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S. P. M. Bane
J. E. Shepherd
California Institute of Technology
Cellular structure of an unstable flame ignited
in a mixture of hydrogen and nitrous oxide.
An explosion is ignited in a gaseous mixture of hydrogen (H2) and nitrous oxide (N2O) at 40 kPa by an electric spark between two electrodes. The flame front propagates outwards and initially maintains an approximately spherical shape. The flame front is perturbed as it passes over the electrodes, resulting in “cracks” that grow across the flame surface as the perturbation is amplified by the thermo-diffusive instability.
As the flame continues to grow it becomes subject to hydrodynamic instability as well. By approximately 24 ms after the flame was initiated, the flame surface is completely covered by a cellular structure of instabilities.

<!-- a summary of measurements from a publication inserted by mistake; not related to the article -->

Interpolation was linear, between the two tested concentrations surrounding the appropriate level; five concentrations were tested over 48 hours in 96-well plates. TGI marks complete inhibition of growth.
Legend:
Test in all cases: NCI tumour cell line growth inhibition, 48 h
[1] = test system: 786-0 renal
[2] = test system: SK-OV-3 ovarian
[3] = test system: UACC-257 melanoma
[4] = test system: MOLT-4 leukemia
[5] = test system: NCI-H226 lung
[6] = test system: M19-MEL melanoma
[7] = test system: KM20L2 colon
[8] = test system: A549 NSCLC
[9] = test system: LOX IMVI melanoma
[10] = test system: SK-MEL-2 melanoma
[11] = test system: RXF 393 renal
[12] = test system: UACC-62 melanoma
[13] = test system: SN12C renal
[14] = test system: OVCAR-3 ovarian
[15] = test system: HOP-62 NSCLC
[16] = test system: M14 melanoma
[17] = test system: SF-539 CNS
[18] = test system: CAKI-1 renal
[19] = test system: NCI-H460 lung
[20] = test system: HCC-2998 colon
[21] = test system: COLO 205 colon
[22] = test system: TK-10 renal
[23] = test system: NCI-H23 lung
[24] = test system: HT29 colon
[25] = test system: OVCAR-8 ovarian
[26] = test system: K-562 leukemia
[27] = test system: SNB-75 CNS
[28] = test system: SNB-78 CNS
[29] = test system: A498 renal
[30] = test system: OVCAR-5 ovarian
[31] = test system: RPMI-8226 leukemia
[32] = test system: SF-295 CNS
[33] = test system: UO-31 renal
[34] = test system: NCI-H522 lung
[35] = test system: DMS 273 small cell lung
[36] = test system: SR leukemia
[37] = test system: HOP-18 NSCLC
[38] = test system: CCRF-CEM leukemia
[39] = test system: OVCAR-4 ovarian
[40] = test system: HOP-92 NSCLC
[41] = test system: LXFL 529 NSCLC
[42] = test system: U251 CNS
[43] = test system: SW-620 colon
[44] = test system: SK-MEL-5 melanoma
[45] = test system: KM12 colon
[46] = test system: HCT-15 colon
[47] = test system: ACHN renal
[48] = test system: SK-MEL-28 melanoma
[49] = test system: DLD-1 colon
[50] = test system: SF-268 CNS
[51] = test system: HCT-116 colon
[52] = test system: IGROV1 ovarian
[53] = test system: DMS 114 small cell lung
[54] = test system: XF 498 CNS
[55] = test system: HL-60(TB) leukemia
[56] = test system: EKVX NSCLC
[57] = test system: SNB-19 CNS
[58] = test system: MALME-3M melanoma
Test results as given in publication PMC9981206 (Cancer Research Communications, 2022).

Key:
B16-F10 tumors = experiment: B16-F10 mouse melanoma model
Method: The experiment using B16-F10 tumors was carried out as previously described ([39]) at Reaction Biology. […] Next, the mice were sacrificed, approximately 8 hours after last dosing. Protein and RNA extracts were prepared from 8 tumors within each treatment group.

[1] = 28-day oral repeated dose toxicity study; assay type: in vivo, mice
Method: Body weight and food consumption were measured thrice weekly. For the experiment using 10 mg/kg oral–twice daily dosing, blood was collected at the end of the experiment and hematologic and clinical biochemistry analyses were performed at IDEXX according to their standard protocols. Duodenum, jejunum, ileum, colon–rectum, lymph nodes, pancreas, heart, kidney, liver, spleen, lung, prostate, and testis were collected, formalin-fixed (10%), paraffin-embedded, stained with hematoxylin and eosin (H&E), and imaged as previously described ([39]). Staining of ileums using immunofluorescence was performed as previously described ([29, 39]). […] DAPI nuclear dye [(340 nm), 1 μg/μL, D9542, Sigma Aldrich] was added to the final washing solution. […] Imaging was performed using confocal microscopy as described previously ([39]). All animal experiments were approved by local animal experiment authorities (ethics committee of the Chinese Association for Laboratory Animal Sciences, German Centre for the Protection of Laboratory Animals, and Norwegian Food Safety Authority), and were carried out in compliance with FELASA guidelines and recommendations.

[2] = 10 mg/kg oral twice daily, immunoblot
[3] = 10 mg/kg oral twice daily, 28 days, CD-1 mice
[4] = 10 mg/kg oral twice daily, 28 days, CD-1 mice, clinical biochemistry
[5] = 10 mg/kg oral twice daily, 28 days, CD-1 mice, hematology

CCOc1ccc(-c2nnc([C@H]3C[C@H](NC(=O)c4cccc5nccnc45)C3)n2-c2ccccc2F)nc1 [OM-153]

Thermo-diffusive and hydrodynamic instabilities and the effects of flame stretch all contribute to the unstable nature of the flame. The development and appearance of the unstable flame front is affected by the mixture composition and initial conditions. Flame instabilities cause a flame to accelerate, which can lead to larger peak pressures or possible transition to a detonation. This H2-N2O flame is an example of an extremely unstable explosion.
Reporters may freely use this image. Credit: S. P. M. Bane, R. Mével, and J. E. Shepherd, California Institute of Technology (2010).